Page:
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I've working on a project at work where there's loads and loads of code in the header files. If I were using Visual Studio this wouldn't be an issue, as this has pre-compiled headers etc, but this is Linux GCC code.

Anyway, its starting to become a bit of an issue with compilation times. Of course the templates are going to have to remain in the headers etc, but most of this code could be extracted into implementation files and linked against as a static library. All of the projects uses these headers and get compiled each time, so it makes sense to create a static lib.

Implementations in the header files are in-lined, or is this only a hint, like the inline keyword? This code is VERY time critical and I'm concerned about moving the implementations out of the headers. Can I achieve the same thing if I use the inline keyword as opposed to having implementations in header files?

** UPDATE ** I know that inline is only a hint to the compiler. I'm not in control of everything in the project and I just want to move everything out of the headers into a library without affecting performance. Is this actually going to be a try it and see thing? I just want to keep performance exactly the same but enhance compile time.

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The inline keyword is only a hint to the compiler that it may wish to inline that function. Its real purpose is to allow you to legally "violate" the one definition rule.

In order to inline a function its body has to be visible at the point of call, which typically means that if you move the function to an implentation file it may not be inlined anymore.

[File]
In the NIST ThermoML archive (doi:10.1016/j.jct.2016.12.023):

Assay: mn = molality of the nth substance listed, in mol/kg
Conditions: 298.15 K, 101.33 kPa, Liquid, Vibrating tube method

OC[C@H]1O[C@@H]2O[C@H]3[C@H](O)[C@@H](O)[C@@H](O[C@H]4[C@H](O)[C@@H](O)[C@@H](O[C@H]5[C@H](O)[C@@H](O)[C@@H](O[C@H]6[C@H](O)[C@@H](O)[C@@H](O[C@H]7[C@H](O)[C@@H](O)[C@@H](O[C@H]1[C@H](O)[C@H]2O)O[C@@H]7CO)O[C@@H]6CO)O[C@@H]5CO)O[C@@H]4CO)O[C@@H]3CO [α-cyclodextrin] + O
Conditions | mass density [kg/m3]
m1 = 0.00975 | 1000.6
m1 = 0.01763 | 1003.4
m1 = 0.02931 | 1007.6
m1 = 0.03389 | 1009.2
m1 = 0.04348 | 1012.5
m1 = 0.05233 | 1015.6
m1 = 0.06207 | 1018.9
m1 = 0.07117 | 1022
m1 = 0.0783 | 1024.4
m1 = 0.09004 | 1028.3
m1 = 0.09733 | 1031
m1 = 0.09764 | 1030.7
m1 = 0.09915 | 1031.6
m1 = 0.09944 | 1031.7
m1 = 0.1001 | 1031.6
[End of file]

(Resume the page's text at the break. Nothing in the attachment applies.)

But keep in mind that most likely large functions in the header will not be inlined anyway. Also consider that in many cases inlined functions may actually be slower than called functions due to a variety of architecture-specific issues.

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inline is a hint for optimization, but it is also used to work around ODR.

Consider using whole program optimization / link-time optimization instead. It allows you to have implementation in multiple files and basically everything has the same opportunity to be optimized (and inlined) as if it were in the same translation unit.

Your compile times become much quicker, but link times usually suffer, sometimes quite a bit. You don't need to enable it for debug builds though, so it can manifest a pretty immediate improvement to dev time.

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If I were using Visual Studio this wouldn't be an issue, as this has pre-compiled headers etc

GCC has them too.

http://gcc.gnu.org/onlinedocs/gcc/Precompiled-Headers.html

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The inline keyword does NOT mean that the function has to be implemented "in the line" where you define the function. As you know it is a hint for the compiler, to let it try compiling as if the few lines in the function were at the place where you call it. Thus avoiding the overhad of saving the adress to jump back, a vtable lookup etc.

Thinking it is faster called because it is in the header, is wishfull thinking (of the original guy who wrote the code).

Try it and move the implementation to the cpp file in a minimal example - main one object one inline function one call to it. Once implemented in the header and once in a cpp file. Then look at the assembly. No difference.

  • inlining is usually impossible ones vtable entries are there. – Alex Nov 22 '13 at 7:33

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